Know thyself

Learning about Myers-Briggs personality types has helped me in so many ways, but for a long time I thought it was no better than a horoscope. Almost every online quiz I’ve ever taken told me I was an INTJ, and some aspects of it seemed to fit me, but some were way off. So even though I’ve known about Myers-Briggs for a long time, I didn’t give much weight to it until four years ago.

Finding out that I was an INTP was earth shattering. I should have taken the official MBTI, but I discovered it on my own when, after yet another online quiz told me I was an INTJ, I happened to read some short descriptions of the other types. The description for INTP seemed to match me better, so I read some more detailed profiles of INTPs (this is my favorite one). I realized that I was reading all about myself, down to the tiny little quirks and strange habits that I thought nobody else shared or even knew about. Even things that I thought were beyond the domain of personality, like my lack of interest in pop culture and my propensity to burst out laughing at inopportune moments because I remember something funny from two weeks ago, were apparently hallmarks of my personality type.

I had always thought I was weird, because I had never met another person like me. Now I knew for the first time that I was not weird; I was a perfectly normal INTP! My Myers-Briggs type accurately explained, or at least described, almost everything about me. This revolutionized my life. It changed everything from my self-esteem to the way I interacted with the world.

By knowing that I was in fact completely normal, I no longer felt like I had to conform to social expectations of personality—which is a good thing, because studies have shown that in American culture, the most favored personality type for women is ESFJ, my exact opposite. Reading more in-depth about INTPs taught me about how I could grow as a person in a way that was in line with my personality. I felt free to pursue my full potential as an INTP instead of focusing my energy on pursuing the ESFJ skills and interests that I was pressured to adopt. I can grow a lot more in the natural direction of my type than if I tried to go against the grain.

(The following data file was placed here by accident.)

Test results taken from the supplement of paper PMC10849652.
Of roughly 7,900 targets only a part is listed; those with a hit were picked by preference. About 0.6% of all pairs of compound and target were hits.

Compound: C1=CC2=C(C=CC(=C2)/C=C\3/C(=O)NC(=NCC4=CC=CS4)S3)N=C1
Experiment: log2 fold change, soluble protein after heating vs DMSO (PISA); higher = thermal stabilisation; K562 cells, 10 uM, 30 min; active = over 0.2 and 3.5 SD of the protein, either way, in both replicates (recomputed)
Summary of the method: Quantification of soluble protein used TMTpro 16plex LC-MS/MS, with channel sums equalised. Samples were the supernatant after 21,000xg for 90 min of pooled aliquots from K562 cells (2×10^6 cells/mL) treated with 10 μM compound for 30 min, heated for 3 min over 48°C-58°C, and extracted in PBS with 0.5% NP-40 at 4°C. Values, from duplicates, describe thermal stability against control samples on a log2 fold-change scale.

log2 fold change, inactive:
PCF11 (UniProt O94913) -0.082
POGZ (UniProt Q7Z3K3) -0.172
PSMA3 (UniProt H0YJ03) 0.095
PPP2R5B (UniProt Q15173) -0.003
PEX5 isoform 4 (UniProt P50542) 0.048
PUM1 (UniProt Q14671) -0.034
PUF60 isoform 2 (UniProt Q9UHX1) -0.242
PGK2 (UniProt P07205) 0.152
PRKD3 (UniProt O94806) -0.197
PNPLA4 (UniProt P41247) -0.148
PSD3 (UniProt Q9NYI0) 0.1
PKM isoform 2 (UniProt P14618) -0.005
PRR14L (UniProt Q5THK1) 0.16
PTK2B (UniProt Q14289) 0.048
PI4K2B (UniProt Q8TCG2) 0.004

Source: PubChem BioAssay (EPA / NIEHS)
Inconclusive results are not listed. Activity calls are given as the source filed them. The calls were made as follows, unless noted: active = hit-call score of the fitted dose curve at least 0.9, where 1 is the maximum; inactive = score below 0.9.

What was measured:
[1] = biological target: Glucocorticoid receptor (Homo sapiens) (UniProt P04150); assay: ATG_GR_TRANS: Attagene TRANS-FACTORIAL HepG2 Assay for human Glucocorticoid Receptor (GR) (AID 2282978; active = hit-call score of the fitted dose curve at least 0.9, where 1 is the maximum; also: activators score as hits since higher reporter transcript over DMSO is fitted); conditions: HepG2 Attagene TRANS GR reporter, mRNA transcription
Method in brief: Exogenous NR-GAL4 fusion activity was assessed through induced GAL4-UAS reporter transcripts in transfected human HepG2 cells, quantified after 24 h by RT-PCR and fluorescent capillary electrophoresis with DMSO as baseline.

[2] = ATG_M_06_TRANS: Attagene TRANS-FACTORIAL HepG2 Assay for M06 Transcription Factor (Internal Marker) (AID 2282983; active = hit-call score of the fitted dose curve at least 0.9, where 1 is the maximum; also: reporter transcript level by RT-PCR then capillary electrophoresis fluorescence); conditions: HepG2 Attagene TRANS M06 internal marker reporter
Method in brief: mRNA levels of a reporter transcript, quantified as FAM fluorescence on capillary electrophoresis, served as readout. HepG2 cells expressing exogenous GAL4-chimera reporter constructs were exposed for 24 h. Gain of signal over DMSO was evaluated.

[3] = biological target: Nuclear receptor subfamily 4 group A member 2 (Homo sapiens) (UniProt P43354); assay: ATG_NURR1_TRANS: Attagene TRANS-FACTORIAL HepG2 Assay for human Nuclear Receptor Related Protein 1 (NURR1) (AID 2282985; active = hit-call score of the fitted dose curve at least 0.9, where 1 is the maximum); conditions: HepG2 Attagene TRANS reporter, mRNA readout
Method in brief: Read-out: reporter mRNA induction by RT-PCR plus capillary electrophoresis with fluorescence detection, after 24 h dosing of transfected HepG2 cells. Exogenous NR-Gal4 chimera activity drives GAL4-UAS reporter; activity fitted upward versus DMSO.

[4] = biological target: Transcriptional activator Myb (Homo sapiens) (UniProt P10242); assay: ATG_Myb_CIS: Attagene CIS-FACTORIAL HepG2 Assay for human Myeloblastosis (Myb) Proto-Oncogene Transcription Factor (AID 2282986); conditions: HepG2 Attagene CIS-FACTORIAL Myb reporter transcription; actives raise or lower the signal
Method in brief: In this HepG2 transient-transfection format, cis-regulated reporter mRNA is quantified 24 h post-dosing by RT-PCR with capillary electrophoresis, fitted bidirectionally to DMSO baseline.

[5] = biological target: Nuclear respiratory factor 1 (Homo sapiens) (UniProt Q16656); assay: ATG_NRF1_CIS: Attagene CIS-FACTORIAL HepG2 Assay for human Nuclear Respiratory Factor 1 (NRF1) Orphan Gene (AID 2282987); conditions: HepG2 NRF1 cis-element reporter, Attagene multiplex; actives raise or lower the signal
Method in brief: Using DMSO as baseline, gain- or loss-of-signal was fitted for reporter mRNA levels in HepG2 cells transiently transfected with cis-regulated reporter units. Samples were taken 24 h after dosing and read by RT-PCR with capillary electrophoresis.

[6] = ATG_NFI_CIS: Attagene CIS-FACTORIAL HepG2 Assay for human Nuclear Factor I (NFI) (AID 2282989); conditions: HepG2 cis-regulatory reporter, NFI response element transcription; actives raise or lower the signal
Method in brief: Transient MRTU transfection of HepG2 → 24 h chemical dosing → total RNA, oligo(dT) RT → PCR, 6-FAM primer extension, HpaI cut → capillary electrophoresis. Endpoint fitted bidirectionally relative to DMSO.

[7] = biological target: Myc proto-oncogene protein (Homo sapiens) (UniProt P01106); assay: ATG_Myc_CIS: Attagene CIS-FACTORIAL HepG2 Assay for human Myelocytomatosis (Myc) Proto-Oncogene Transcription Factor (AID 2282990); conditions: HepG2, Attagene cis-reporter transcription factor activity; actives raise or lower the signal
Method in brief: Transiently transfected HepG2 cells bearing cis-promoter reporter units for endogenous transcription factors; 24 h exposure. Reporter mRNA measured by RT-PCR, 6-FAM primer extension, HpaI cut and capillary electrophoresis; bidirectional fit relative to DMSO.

Knowing about Myers-Briggs also helps me to better understand others. After learning about each of the personality types, cognitive functions, and their traits (and using my iNtuition and Perception), I am able to figure out someone’s type quite easily, and this really helps my interactions and relationships. I am able to have more empathy for those with personalities that clash with mine, or who have values or opinions that I don’t understand or agree with, because I can see when they are influenced by their Myers-Briggs type. When I don’t understand why someone is behaving or thinking a certain way, knowing their type can help me determine whether they truly are being irrational or unreasonable, or whether their behavior is logical in accordance with their type.

Myers-Briggs is a great help in my marriage, by helping me and my husband to understand each other better and get to the root of many of our differences. When conflicts arise, it helps to know whether they are due to personality type differences, background and values differences, or whether one of us is being illogical. And as a parent, I am always mindful of my type’s natural strengths and weaknesses, so I know what I need to work on and how I can use my INTP-ness to be the best mom I can be. As my daughter grows up, I will be mindful of her Myers-Briggs type so I can better meet her needs and help her grow into her full potential. I hope it also helps her to understand her parents better.

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